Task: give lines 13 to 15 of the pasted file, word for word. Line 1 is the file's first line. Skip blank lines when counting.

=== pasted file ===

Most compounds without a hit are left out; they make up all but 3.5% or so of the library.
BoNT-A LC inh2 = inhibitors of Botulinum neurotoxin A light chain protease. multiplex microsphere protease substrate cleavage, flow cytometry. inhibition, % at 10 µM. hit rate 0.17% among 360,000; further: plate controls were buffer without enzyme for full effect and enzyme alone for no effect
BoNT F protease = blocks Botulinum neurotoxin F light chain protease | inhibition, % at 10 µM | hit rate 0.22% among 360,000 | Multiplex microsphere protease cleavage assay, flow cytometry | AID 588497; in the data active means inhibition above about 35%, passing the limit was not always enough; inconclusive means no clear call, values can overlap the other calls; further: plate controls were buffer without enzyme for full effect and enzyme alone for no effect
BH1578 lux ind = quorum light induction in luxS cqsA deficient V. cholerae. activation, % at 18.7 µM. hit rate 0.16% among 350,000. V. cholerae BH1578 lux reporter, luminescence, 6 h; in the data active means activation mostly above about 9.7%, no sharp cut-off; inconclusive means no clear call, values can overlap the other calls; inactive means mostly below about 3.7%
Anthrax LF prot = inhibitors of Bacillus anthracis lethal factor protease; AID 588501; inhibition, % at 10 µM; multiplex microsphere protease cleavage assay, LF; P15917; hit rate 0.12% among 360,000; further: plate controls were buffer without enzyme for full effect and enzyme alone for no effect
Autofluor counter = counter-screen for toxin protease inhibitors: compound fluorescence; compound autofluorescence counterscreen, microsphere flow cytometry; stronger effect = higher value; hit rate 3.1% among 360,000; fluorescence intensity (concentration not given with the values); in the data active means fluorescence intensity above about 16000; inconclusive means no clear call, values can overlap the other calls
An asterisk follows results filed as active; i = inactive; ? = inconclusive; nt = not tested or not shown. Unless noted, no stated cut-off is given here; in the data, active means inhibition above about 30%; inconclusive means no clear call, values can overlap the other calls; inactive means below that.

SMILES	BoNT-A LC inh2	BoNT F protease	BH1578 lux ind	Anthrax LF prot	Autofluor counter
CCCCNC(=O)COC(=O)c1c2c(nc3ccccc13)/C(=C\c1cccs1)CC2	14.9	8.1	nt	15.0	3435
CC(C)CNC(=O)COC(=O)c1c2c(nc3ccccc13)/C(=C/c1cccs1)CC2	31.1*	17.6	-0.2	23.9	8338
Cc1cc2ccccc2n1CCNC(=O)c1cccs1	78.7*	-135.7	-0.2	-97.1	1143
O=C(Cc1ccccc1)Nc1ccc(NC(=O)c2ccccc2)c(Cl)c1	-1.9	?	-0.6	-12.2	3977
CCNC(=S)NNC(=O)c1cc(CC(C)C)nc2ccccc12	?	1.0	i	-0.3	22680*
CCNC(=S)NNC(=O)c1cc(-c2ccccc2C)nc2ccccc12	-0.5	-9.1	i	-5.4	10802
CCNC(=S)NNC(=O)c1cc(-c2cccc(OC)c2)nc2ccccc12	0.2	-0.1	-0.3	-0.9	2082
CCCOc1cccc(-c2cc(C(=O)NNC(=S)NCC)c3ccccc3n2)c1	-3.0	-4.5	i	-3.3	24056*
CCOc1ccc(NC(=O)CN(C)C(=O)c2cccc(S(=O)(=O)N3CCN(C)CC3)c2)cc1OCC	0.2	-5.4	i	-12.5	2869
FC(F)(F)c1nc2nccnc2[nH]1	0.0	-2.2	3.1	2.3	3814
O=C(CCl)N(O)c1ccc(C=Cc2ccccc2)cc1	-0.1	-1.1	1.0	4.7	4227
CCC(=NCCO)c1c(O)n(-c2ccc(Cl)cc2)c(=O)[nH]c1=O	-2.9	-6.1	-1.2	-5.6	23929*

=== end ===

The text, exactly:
CCNC(=S)NNC(=O)c1cc(CC(C)C)nc2ccccc12	?	1.0	i	-0.3	22680*
CCNC(=S)NNC(=O)c1cc(-c2ccccc2C)nc2ccccc12	-0.5	-9.1	i	-5.4	10802
CCNC(=S)NNC(=O)c1cc(-c2cccc(OC)c2)nc2ccccc12	0.2	-0.1	-0.3	-0.9	2082